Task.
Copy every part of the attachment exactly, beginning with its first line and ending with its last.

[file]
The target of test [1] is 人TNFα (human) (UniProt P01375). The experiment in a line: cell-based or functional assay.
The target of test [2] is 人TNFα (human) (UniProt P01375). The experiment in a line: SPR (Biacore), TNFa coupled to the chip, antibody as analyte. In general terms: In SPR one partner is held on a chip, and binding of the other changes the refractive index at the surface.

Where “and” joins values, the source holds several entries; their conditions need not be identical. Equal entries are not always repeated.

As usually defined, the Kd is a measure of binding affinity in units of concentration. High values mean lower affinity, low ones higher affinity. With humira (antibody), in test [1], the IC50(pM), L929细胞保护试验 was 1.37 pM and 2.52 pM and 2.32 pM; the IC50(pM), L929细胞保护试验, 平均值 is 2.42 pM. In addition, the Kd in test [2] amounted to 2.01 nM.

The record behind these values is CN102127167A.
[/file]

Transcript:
The target of test [1] is 人TNFα (human) (UniProt P01375). The experiment in a line: cell-based or functional assay.
The target of test [2] is 人TNFα (human) (UniProt P01375). The experiment in a line: SPR (Biacore), TNFa coupled to the chip, antibody as analyte. In general terms: In SPR one partner is held on a chip, and binding of the other changes the refractive index at the surface.

Where “and” joins values, the source holds several entries; their conditions need not be identical. Equal entries are not always repeated.

As usually defined, the Kd is a measure of binding affinity in units of concentration. High values mean lower affinity, low ones higher affinity. With humira (antibody), in test [1], the IC50(pM), L929细胞保护试验 was 1.37 pM and 2.52 pM and 2.32 pM; the IC50(pM), L929细胞保护试验, 平均值 is 2.42 pM. In addition, the Kd in test [2] amounted to 2.01 nM.

The record behind these values is CN102127167A.